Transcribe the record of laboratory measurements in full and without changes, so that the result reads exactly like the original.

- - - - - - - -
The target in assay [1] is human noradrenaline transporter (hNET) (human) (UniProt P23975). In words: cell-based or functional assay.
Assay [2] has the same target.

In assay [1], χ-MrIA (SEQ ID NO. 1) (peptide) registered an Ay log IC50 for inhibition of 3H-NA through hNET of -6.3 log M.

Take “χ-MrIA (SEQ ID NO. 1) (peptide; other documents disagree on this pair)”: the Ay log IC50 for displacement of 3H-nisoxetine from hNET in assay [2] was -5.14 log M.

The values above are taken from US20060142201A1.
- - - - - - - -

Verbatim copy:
The target in assay [1] is human noradrenaline transporter (hNET) (human) (UniProt P23975). In words: cell-based or functional assay.
Assay [2] has the same target.

In assay [1], χ-MrIA (SEQ ID NO. 1) (peptide) registered an Ay log IC50 for inhibition of 3H-NA through hNET of -6.3 log M.

Take “χ-MrIA (SEQ ID NO. 1) (peptide; other documents disagree on this pair)”: the Ay log IC50 for displacement of 3H-nisoxetine from hNET in assay [2] was -5.14 log M.

The values above are taken from US20060142201A1.